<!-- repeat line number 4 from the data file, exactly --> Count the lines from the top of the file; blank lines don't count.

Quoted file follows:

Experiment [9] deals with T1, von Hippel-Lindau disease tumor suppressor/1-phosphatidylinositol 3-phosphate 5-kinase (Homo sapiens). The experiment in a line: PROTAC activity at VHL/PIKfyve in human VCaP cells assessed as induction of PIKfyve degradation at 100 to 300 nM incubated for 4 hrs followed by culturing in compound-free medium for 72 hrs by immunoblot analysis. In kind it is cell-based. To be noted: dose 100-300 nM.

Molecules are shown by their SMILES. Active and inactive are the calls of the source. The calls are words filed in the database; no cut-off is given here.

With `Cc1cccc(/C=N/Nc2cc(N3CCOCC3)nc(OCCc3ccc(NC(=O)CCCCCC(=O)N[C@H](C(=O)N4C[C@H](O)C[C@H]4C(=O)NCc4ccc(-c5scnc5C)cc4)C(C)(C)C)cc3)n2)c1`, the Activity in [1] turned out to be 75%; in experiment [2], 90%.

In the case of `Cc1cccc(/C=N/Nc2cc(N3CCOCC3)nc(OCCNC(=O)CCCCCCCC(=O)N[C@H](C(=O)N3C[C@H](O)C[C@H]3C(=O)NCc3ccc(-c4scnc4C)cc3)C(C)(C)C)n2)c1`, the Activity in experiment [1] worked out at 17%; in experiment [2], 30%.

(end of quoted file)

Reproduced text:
In the case of `Cc1cccc(/C=N/Nc2cc(N3CCOCC3)nc(OCCNC(=O)CCCCCCCC(=O)N[C@H](C(=O)N3C[C@H](O)C[C@H]3C(=O)NCc3ccc(-c4scnc4C)cc3)C(C)(C)C)n2)c1`, the Activity in experiment [1] worked out at 17%; in experiment [2], 30%.